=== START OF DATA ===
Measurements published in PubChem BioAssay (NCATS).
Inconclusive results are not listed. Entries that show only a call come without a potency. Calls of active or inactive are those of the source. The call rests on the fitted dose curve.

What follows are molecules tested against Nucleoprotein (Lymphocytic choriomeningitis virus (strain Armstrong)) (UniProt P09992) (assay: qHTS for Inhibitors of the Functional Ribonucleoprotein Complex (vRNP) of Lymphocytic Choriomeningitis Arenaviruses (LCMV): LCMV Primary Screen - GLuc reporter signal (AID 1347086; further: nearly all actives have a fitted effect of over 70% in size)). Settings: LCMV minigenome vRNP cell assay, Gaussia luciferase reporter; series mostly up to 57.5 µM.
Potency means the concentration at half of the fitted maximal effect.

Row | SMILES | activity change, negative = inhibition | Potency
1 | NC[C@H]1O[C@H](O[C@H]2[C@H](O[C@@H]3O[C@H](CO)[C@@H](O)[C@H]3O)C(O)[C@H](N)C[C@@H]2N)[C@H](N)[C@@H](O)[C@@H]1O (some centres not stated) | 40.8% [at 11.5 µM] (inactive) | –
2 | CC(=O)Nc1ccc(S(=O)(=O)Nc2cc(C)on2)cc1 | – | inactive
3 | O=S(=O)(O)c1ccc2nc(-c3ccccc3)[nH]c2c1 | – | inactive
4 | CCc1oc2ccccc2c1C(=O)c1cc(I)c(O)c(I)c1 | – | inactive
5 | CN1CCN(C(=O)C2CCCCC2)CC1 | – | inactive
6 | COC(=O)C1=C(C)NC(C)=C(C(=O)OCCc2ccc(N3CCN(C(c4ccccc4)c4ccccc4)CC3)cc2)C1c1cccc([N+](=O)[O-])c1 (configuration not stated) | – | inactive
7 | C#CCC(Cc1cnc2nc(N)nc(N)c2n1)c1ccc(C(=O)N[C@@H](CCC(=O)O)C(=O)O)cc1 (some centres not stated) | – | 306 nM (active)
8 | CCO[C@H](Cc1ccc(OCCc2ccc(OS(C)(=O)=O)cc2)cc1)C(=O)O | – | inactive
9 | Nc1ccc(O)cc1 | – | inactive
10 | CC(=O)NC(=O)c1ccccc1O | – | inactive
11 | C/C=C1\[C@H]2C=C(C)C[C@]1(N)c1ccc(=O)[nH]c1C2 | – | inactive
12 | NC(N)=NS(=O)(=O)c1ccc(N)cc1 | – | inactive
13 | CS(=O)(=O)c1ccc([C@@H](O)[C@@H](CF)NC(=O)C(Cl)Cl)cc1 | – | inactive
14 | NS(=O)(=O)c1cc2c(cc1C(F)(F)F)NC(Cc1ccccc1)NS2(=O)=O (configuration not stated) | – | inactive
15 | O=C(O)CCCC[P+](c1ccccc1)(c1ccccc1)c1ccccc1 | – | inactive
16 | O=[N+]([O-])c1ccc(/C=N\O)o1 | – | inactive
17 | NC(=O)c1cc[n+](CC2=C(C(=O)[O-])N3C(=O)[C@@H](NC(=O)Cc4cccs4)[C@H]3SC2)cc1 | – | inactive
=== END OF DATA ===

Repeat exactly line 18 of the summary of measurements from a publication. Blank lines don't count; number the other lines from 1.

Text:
13 | CS(=O)(=O)c1ccc([C@@H](O)[C@@H](CF)NC(=O)C(Cl)Cl)cc1 | – | inactive